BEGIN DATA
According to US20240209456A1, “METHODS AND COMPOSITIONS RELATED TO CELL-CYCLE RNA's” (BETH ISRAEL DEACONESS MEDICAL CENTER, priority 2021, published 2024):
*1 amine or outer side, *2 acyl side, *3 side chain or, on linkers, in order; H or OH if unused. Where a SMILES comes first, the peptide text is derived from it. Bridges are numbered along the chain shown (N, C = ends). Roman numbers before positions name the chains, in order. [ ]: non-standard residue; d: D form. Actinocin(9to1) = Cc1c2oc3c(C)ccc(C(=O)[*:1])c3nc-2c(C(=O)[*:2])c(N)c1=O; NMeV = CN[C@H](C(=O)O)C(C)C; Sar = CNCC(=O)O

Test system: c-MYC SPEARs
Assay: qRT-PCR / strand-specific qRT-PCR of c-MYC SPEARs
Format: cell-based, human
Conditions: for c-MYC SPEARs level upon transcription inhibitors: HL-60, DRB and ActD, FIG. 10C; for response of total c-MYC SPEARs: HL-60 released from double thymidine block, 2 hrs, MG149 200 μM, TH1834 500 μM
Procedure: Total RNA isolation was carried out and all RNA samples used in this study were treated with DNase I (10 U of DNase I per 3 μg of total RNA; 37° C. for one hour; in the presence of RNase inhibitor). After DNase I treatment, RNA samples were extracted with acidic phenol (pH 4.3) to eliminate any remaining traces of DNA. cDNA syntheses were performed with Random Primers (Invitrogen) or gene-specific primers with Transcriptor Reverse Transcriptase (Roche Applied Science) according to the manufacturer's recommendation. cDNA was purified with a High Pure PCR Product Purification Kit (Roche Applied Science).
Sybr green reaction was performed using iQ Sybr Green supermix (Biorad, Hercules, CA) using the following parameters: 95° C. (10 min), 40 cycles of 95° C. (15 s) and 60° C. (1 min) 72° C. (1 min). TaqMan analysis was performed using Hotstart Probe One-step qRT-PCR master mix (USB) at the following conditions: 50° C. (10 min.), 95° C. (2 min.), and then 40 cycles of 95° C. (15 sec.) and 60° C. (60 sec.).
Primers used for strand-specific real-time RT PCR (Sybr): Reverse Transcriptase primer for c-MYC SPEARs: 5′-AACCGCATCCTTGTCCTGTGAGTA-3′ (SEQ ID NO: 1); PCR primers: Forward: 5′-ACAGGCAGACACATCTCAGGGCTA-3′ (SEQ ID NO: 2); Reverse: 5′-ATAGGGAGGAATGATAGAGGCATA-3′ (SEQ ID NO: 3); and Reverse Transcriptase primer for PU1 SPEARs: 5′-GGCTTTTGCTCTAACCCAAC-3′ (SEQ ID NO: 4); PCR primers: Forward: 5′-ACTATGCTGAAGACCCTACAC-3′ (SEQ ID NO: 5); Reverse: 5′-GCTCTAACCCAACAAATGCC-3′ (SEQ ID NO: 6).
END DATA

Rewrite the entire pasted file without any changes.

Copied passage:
According to US20240209456A1, “METHODS AND COMPOSITIONS RELATED TO CELL-CYCLE RNA's” (BETH ISRAEL DEACONESS MEDICAL CENTER, priority 2021, published 2024):
*1 amine or outer side, *2 acyl side, *3 side chain or, on linkers, in order; H or OH if unused. Where a SMILES comes first, the peptide text is derived from it. Bridges are numbered along the chain shown (N, C = ends). Roman numbers before positions name the chains, in order. [ ]: non-standard residue; d: D form. Actinocin(9to1) = Cc1c2oc3c(C)ccc(C(=O)[*:1])c3nc-2c(C(=O)[*:2])c(N)c1=O; NMeV = CN[C@H](C(=O)O)C(C)C; Sar = CNCC(=O)O

Test system: c-MYC SPEARs
Assay: qRT-PCR / strand-specific qRT-PCR of c-MYC SPEARs
Format: cell-based, human
Conditions: for c-MYC SPEARs level upon transcription inhibitors: HL-60, DRB and ActD, FIG. 10C; for response of total c-MYC SPEARs: HL-60 released from double thymidine block, 2 hrs, MG149 200 μM, TH1834 500 μM
Procedure: Total RNA isolation was carried out and all RNA samples used in this study were treated with DNase I (10 U of DNase I per 3 μg of total RNA; 37° C. for one hour; in the presence of RNase inhibitor). After DNase I treatment, RNA samples were extracted with acidic phenol (pH 4.3) to eliminate any remaining traces of DNA. cDNA syntheses were performed with Random Primers (Invitrogen) or gene-specific primers with Transcriptor Reverse Transcriptase (Roche Applied Science) according to the manufacturer's recommendation. cDNA was purified with a High Pure PCR Product Purification Kit (Roche Applied Science).
Sybr green reaction was performed using iQ Sybr Green supermix (Biorad, Hercules, CA) using the following parameters: 95° C. (10 min), 40 cycles of 95° C. (15 s) and 60° C. (1 min) 72° C. (1 min). TaqMan analysis was performed using Hotstart Probe One-step qRT-PCR master mix (USB) at the following conditions: 50° C. (10 min.), 95° C. (2 min.), and then 40 cycles of 95° C. (15 sec.) and 60° C. (60 sec.).
Primers used for strand-specific real-time RT PCR (Sybr): Reverse Transcriptase primer for c-MYC SPEARs: 5′-AACCGCATCCTTGTCCTGTGAGTA-3′ (SEQ ID NO: 1); PCR primers: Forward: 5′-ACAGGCAGACACATCTCAGGGCTA-3′ (SEQ ID NO: 2); Reverse: 5′-ATAGGGAGGAATGATAGAGGCATA-3′ (SEQ ID NO: 3); and Reverse Transcriptase primer for PU1 SPEARs: 5′-GGCTTTTGCTCTAACCCAAC-3′ (SEQ ID NO: 4); PCR primers: Forward: 5′-ACTATGCTGAAGACCCTACAC-3′ (SEQ ID NO: 5); Reverse: 5′-GCTCTAACCCAACAAATGCC-3′ (SEQ ID NO: 6).